Case number: OIC-60498-V7W3V0
6 February 2020
In a request dated 29 November 2019, the applicant sought access to all records from 7 June 2017 onwards held by the Department concerning him and a named Division within the Department where he works.
On 17 December 2019, the Department informed the applicant that it was necessary to extend the period for consideration of his request by four weeks under section 14(1)(a) of the Act due to the volume of records to be examined and considered. On the same date, the applicant sought a review by this Office of the decision to extend the time frame for considering his request.
I have now completed my review in accordance with section 22(2) of the FOI Act. In carrying out my review, I have had regard to the correspondence between the Department and the applicant as outlined above and to correspondence between this Office and both the Department and the applicant on the matter.
This review is concerned solely with whether the Department’s decision to extend the time frame for considering the applicant’s request was in accordance with the provisions of section 14 of the Act.
Section 13(1) of the Act provides that an FOI body shall make a decision on a request for records within four weeks of receipt of the request. However, under section 14(1), it may extend that four week period by up to four further weeks where it considers that
that compliance with section 13(1) within the four weeks specified is not reasonably possible.
In its submission to this Office, the Department said that there was potentially a large volume of emails, given the nature of work undertaken by the Unit and that there was also a potentially large volume of submissions and files in relation to specified work undertaken by the Unit.
The Department said that each member of the Unit would have to search their e-mail accounts and print or save any relevant records. It said staff would also have to search the Unit’s shared electronic storage drives for relevant records and extract them. It said hard copy files would also have to be examined for relevant records. It said eleven staff would be involved in searching for records, between the Unit, staff that have left the Unit and the Human Resources Division.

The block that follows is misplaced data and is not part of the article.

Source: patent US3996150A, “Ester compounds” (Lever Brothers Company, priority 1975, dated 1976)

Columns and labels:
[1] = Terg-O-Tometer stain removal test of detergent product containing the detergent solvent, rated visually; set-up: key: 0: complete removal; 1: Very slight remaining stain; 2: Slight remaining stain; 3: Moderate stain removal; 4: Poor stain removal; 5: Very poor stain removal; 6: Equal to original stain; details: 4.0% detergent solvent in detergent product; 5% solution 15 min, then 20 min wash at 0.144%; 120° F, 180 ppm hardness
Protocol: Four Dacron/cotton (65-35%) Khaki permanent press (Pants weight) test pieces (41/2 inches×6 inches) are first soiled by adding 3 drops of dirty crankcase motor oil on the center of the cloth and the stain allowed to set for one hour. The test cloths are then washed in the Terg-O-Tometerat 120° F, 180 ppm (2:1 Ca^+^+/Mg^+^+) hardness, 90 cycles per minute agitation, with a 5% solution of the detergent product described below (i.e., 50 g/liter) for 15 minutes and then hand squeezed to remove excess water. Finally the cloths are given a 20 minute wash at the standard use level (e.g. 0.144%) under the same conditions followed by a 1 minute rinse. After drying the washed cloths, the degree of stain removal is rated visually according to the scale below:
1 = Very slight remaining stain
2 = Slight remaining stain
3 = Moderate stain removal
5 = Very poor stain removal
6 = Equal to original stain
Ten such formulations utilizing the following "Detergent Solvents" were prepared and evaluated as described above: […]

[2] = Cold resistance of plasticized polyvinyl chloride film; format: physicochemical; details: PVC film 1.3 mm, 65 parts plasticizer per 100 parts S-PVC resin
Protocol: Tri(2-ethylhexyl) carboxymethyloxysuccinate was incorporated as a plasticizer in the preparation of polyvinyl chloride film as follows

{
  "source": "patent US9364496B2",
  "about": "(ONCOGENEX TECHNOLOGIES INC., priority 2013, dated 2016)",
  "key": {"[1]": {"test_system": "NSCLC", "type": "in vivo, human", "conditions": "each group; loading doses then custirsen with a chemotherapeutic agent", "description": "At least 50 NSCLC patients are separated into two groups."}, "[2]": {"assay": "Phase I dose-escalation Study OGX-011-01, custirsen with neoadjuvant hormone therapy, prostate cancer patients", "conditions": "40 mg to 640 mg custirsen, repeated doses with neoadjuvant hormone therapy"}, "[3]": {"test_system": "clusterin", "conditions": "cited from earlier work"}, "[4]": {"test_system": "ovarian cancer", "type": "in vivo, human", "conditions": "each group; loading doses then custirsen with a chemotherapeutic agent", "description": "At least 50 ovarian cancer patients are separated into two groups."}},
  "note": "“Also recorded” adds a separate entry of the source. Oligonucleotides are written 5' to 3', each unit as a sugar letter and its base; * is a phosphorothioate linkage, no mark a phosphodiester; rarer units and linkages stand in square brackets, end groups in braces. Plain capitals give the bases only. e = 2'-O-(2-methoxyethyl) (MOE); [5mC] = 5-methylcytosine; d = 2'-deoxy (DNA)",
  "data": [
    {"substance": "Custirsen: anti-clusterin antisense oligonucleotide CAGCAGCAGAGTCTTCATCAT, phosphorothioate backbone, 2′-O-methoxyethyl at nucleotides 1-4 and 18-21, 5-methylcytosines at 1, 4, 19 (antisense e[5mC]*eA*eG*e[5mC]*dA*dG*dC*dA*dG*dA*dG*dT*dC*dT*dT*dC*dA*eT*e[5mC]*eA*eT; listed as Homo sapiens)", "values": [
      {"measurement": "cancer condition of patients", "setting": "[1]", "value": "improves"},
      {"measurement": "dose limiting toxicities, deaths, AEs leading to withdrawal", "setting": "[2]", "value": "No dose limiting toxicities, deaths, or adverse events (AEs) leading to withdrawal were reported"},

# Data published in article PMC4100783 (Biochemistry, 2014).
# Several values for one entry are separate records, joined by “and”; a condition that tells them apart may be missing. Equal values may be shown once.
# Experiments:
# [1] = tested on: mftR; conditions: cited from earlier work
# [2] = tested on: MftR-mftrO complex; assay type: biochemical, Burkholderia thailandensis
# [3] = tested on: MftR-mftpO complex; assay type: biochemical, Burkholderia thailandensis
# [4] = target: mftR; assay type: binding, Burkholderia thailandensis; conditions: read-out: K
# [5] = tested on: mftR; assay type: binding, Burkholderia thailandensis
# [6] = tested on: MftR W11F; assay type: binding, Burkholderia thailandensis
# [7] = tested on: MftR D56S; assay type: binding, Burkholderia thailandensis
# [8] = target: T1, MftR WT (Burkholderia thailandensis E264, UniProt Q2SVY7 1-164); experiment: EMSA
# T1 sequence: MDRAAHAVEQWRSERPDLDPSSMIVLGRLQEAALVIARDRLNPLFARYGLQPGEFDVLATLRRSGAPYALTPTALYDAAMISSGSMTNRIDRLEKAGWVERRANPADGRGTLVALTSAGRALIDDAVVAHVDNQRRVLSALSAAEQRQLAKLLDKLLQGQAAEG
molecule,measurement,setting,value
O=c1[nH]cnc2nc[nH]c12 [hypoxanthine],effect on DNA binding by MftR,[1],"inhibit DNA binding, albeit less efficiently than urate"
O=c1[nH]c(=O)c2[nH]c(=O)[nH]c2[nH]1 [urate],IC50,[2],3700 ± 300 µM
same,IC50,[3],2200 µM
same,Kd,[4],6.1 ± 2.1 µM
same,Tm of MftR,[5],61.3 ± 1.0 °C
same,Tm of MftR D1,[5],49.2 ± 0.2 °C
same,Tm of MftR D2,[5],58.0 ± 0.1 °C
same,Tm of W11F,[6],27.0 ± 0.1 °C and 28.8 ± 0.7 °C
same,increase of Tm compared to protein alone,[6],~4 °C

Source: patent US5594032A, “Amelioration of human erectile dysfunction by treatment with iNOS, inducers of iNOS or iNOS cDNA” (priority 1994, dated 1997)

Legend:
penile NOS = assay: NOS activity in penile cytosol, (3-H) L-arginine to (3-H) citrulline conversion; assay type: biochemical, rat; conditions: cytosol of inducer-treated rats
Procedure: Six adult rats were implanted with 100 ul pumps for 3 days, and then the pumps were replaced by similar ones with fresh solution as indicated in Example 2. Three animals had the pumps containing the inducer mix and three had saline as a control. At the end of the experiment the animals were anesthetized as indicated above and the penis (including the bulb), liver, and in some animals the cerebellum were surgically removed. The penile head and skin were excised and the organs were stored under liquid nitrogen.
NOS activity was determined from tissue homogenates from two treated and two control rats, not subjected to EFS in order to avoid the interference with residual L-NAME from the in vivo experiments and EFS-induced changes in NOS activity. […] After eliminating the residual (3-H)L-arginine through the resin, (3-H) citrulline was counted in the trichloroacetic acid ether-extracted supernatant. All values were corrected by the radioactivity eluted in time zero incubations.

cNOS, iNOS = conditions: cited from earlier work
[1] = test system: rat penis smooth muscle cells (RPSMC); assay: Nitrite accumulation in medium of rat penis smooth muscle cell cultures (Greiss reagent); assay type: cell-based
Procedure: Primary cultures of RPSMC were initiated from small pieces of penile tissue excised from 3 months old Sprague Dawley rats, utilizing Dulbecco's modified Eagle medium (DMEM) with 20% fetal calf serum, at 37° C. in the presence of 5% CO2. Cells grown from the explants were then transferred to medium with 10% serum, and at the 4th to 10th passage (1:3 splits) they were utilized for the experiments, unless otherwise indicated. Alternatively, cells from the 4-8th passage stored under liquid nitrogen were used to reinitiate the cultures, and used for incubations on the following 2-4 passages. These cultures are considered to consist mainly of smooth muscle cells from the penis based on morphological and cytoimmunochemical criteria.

In a subsequent submission of 3 February 2020, the Department said that when staff examined their e-mail accounts and the shared folders, it became apparent that there would be in the region of 2,000 emails alone that would meet the criteria of the applicant’s request. It said that even with the time extension, it would have been difficult to meet even the amended deadline given the volume of records involved.
The Department said that in an effort to relieve the administrative burden of the request, the decision maker contacted the applicant by e-mail on 6 January 2020 (during the course of this review) to clarify if he required copies of emails he had previously received and that the applicant agreed to omit emails that had been sent, or copied, to him. On 28 January 2020, the Department issued its decision to the applicant. The schedule of records attached to the decision indicates 39 records were covered by the applicant’s revised request.
I note that the Department’s decision to extend the deadline for considering the applicant’s request was taken within the required time frame set out in section 14. The question I must consider, therefore, is whether it was justified in doing so on the ground that the request related to such number of records that compliance with the four weeks specified in section 13 was not reasonably possible.
While the applicant subsequently agreed to refine his request, it had not been refined at the time the Department decided to extend the time frame for considering the request. As such, the Department was faced with having to examine in the region of 2,000 emails and a potentially large volume of hard copy records.
While it would have been of benefit to both parties if the Department had contacted the applicant at an early stage in the process to seek a refinement of the request, it was under no statutory obligation to do so in circumstances where it was willing to process the request. I note, for example, that it has not been suggested that the Department was considering a refusal of the request under section 15(1)(c), which allows for the refusal of a request where processing the request would cause a substantial and unreasonable interference with, or disruption of, work of the body, including disruption of work in a particular functional area.
Having regard to the Department’s explanation of the nature and volume of records to which the request related, I am satisfied that the Department’s decision to extend the period for considering the applicant’s request was in accordance with the provisions of section 14(1)(a).
Having carried out a review under section 22(2) of the FOI Act, I hereby affirm the Department’s decision to extend the period for consideration of the applicant’s request under section 14 of the Act in this case.
Section 24 of the FOI Act sets out detailed provisions for an appeal to the High Court by a party to a review, or any other person affected by the decision. In summary, such an appeal, normally on a point of law, must be initiated not later than four weeks after notice of the decision was given to the person bringing the appeal.